We shared our practice paper, Key considerations for practitioners responding to childhood bullying, which has been written to provide you with knowledge on how to support children’s disclosures of bullying involvement by providing supportive and curious responses. As a practitioner, you may see children who have either been experiencing or engaging in bullying behaviour and wonder about the best ways to support their mental health. This paper explores key issues and challenges to better respond to childhood bullying with the children you work with.
Check out our full library of resources on bullying including podcast episodes, webinars, online courses and more on Emerging Minds website.
The recent MHYFVic Annual General Meeting was fortunate to have had a presentation by Deputy Chief Psychiatrist, Dr Paul Robertson, outlining the changes for young people stemming from the recommendations of the Royal Commission. The full scope of the presentation can be viewed by downloading the pdf from our website. However, this commentary focuses on the particular issue of the “missing middle” for our future advocacy.
The government’s regional specialist mental health programs are now called Area Mental Health and Wellbeing Services (AMHWS). AHMWS are the new CYMHS/ CAMHS. Dr Robertson gave the cautionary warning, “Infant, Child and Youth AMHWSs are developing plans that outline how they will reorganise themselves into the new age-based streams and expand their service offering. This reform is significant and will take time.”
Not only time, but considerably more money and personnel. We are reassured, “DH is working with services to ensure there are clear arrangements for delivering Infant, Child and Youth Area Mental Health and Wellbeing Services in each area.” “Funding is being provided to allow AMHWSs to see more infants, children and young people, and ensure they receive the right amount of treatment care and support they need.” Two warning bells are ringing. One is the potential sidelining of children’s services as a minority issue overwhelmed by the needs of adult services. The other is the “missing middle”.
It is difficult for minority groups like children to have their needs met. The warning bell here is that 22 adult AMHWS (and their Aged Care components), together with the augmented statewide services, also need funding competing with the 13 for young people.
The second warning bell is about the small start of the local mental health and wellbeing services intended to assist the “missing middle”. In the spectrum of mild, moderate and severe it has long been complained that whilst treatment services are usually available for the mild and severe cases it is difficult to access treatment for the missing middle (unless you have lots of money). Moderate degrees of mental disorders are too severe to respond to supportive measures but not severe enough to gain entry to specialist services. However, research shows that just as many adverse outcomes, including suicides, occur in this large group as in the smaller group of severe disorders. Historical focus on the most “at risk” clients fails to help the large number of moderate degrees of disorder. The recommended new stratum of ‘local mental health and wellbeing services’ is designed to address that problem.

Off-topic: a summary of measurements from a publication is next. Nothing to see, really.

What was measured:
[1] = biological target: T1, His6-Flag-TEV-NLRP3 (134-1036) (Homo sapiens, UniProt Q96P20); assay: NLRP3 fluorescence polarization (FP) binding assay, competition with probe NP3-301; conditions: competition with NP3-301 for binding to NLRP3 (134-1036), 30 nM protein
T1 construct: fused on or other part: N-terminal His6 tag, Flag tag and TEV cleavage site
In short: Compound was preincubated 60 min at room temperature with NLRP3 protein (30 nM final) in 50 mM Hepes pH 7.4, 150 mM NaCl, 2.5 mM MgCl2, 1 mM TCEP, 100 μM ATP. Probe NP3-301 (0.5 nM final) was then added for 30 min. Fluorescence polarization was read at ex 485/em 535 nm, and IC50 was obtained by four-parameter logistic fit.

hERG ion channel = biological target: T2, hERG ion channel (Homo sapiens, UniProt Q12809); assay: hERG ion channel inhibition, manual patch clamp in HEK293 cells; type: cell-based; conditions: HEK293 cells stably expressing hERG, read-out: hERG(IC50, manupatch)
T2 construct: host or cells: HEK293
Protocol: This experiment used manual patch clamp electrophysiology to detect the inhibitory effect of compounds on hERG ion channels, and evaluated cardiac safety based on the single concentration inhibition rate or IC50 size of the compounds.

The concern is that whilst 50 -60 of these are being planned for adult services, only three are planned for the Infant, Child and their Families stream (plus relying on Headspace programs to cater for the Youth stream). Three, in contrast to 50-60, is absolutely inadequate. The three will be located at Brimbank/Melton, Southern Melbourne and Bendigo. They are to be welcomed, and we keenly await the evaluation of their benefit, but the need for them is already clearly documented. We know that statewide developments cannot all be achieved at once, but it is not too cynical to say that infants and children don’t vote, whereas adults do.
Your comments would be welcome at firstname.lastname@example.org
After much thought our website has been significantly revised to give casual visitors immediate information about what we do and what we stand for, whilst at the same time allowing members to go straight to specific sections such as Projects or Newsletters or Events, without having to navigate past reams of information.
Now that the main revision has been implemented we are working on tasks of development of Projects to give us the evidence base for our advocacy. There are quite a few items under development at the present time which are not yet reflected in the website but over the next few months we expect to see a burgeoning of activity.
Visit us on mhyfvic.org
Annual membership of MHYFVic is now due.
Our mission is to promote improvements in mental health for the young and their families, so you receive our newsletters and notices whether or not you are a paid-up member.
Membership subscriptions of $50 per annum enable the organisation to maintain its website, mailbox, telephone service and to undertake its administrative tasks. If you value the work that MHYFVic does, we need your financial as well as your ethical support.
Send cheques to MHYFVic, PO Box 206, Parkville, Vic 3052; or Transfer funds to MHYFVic, BSB: 033 090 Account: 315188; write your name in the Reference tab. In addition, please send a confirmatory email to email@example.com
Mental Health for the Young & their Families in Victoria is a collaborative partnership between mental health & other health professionals, service users & the general public.
PO Box 206,
Parkville, Vic 3052